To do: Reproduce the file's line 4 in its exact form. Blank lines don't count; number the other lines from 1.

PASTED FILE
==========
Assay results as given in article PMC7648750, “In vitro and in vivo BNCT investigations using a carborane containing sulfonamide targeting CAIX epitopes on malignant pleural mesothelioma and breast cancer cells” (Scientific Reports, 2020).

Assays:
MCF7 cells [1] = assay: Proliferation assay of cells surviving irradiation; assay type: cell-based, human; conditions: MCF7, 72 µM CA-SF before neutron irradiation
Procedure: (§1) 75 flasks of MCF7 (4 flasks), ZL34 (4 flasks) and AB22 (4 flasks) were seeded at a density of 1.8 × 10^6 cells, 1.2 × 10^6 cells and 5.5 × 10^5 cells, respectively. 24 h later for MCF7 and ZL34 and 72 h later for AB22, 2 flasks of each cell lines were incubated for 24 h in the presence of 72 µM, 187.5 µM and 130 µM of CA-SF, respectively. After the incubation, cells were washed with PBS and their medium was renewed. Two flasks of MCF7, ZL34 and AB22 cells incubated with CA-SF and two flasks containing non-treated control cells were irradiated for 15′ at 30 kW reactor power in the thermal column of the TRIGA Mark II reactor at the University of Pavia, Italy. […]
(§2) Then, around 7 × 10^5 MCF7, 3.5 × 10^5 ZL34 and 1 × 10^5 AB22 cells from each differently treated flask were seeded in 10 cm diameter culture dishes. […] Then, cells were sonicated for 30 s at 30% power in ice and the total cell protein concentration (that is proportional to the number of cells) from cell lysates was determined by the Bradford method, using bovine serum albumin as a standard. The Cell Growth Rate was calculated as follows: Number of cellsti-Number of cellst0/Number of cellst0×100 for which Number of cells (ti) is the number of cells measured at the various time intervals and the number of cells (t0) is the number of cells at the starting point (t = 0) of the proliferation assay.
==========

Procedure: (§1) 75 flasks of MCF7 (4 flasks), ZL34 (4 flasks) and AB22 (4 flasks) were seeded at a density of 1.8 × 10^6 cells, 1.2 × 10^6 cells and 5.5 × 10^5 cells, respectively. 24 h later for MCF7 and ZL34 and 72 h later for AB22, 2 flasks of each cell lines were incubated for 24 h in the presence of 72 µM, 187.5 µM and 130 µM of CA-SF, respectively. After the incubation, cells were washed with PBS and their medium was renewed. Two flasks of MCF7, ZL34 and AB22 cells incubated with CA-SF and two flasks containing non-treated control cells were irradiated for 15′ at 30 kW reactor power in the thermal column of the TRIGA Mark II reactor at the University of Pavia, Italy. […]